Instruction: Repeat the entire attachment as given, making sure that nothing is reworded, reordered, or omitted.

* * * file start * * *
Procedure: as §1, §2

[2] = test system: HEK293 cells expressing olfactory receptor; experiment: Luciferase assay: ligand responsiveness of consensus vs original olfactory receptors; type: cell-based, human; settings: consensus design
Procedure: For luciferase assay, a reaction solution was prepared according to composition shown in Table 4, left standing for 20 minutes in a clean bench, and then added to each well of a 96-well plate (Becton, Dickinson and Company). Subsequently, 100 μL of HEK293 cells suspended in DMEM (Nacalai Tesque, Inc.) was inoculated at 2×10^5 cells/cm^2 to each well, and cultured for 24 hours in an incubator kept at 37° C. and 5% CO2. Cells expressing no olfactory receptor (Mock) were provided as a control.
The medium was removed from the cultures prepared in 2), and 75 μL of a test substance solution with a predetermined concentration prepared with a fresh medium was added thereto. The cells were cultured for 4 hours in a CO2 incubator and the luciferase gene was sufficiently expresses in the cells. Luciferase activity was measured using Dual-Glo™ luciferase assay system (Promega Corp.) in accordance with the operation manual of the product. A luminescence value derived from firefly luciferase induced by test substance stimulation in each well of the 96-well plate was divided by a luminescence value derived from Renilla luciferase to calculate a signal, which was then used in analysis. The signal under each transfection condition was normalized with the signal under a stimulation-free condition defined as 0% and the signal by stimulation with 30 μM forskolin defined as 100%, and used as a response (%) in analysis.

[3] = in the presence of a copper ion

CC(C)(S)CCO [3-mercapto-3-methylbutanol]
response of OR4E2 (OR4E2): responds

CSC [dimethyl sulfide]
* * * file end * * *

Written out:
Procedure: as §1, §2

[2] = test system: HEK293 cells expressing olfactory receptor; experiment: Luciferase assay: ligand responsiveness of consensus vs original olfactory receptors; type: cell-based, human; settings: consensus design
Procedure: For luciferase assay, a reaction solution was prepared according to composition shown in Table 4, left standing for 20 minutes in a clean bench, and then added to each well of a 96-well plate (Becton, Dickinson and Company). Subsequently, 100 μL of HEK293 cells suspended in DMEM (Nacalai Tesque, Inc.) was inoculated at 2×10^5 cells/cm^2 to each well, and cultured for 24 hours in an incubator kept at 37° C. and 5% CO2. Cells expressing no olfactory receptor (Mock) were provided as a control.
The medium was removed from the cultures prepared in 2), and 75 μL of a test substance solution with a predetermined concentration prepared with a fresh medium was added thereto. The cells were cultured for 4 hours in a CO2 incubator and the luciferase gene was sufficiently expresses in the cells. Luciferase activity was measured using Dual-Glo™ luciferase assay system (Promega Corp.) in accordance with the operation manual of the product. A luminescence value derived from firefly luciferase induced by test substance stimulation in each well of the 96-well plate was divided by a luminescence value derived from Renilla luciferase to calculate a signal, which was then used in analysis. The signal under each transfection condition was normalized with the signal under a stimulation-free condition defined as 0% and the signal by stimulation with 30 μM forskolin defined as 100%, and used as a response (%) in analysis.

[3] = in the presence of a copper ion

CC(C)(S)CCO [3-mercapto-3-methylbutanol]
response of OR4E2 (OR4E2): responds

CSC [dimethyl sulfide]